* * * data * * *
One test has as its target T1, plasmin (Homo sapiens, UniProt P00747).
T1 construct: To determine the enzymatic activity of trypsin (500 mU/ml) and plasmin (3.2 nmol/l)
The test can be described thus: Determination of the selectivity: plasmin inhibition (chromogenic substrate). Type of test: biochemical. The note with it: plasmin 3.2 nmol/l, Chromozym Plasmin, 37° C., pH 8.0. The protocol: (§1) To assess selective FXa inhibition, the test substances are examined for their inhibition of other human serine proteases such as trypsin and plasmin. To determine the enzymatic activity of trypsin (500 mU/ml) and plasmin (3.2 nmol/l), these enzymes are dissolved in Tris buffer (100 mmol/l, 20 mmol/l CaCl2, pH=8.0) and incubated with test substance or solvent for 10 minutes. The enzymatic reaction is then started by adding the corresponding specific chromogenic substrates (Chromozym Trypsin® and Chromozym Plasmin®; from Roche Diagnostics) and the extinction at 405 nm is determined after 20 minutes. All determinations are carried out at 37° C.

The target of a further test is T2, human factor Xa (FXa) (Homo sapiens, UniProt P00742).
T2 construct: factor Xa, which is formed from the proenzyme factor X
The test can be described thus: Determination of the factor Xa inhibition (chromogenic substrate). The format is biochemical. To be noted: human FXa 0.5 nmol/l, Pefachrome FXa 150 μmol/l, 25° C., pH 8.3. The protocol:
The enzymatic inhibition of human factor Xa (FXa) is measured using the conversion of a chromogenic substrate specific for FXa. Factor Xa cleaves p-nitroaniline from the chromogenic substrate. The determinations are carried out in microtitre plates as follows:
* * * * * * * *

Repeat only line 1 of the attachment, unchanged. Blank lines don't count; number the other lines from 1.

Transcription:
One test has as its target T1, plasmin (Homo sapiens, UniProt P00747).